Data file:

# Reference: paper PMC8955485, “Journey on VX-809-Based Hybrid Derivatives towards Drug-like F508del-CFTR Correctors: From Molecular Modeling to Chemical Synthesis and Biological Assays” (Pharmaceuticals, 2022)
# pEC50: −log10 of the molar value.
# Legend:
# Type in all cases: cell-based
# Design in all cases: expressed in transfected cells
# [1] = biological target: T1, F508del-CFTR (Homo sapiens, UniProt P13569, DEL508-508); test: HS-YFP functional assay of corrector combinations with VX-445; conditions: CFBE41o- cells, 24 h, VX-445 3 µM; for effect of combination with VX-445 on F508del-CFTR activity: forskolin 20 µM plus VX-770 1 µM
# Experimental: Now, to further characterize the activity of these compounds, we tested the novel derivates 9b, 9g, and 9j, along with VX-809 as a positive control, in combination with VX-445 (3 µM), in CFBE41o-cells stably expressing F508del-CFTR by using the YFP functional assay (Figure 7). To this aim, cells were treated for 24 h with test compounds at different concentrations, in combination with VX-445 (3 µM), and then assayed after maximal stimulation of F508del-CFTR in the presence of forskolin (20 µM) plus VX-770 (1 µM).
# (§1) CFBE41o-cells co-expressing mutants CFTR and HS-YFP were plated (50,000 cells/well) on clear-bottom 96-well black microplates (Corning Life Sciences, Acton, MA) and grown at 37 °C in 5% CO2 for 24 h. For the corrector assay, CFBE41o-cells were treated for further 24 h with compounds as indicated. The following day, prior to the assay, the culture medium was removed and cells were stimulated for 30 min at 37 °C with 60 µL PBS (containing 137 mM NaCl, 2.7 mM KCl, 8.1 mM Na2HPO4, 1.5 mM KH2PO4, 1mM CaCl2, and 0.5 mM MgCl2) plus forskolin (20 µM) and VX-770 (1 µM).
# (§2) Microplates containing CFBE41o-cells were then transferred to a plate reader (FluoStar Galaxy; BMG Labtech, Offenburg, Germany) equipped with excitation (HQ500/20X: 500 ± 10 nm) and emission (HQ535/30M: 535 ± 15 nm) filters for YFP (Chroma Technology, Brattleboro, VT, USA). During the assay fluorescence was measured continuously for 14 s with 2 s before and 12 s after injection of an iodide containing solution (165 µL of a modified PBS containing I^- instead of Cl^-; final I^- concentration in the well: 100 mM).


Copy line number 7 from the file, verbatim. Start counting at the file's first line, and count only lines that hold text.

# Experimental: Now, to further characterize the activity of these compounds, we tested the novel derivates 9b, 9g, and 9j, along with VX-809 as a positive control, in combination with VX-445 (3 µM), in CFBE41o-cells stably expressing F508del-CFTR by using the YFP functional assay (Figure 7). To this aim, cells were treated for 24 h with test compounds at different concentrations, in combination with VX-445 (3 µM), and then assayed after maximal stimulation of F508del-CFTR in the presence of forskolin (20 µM) plus VX-770 (1 µM).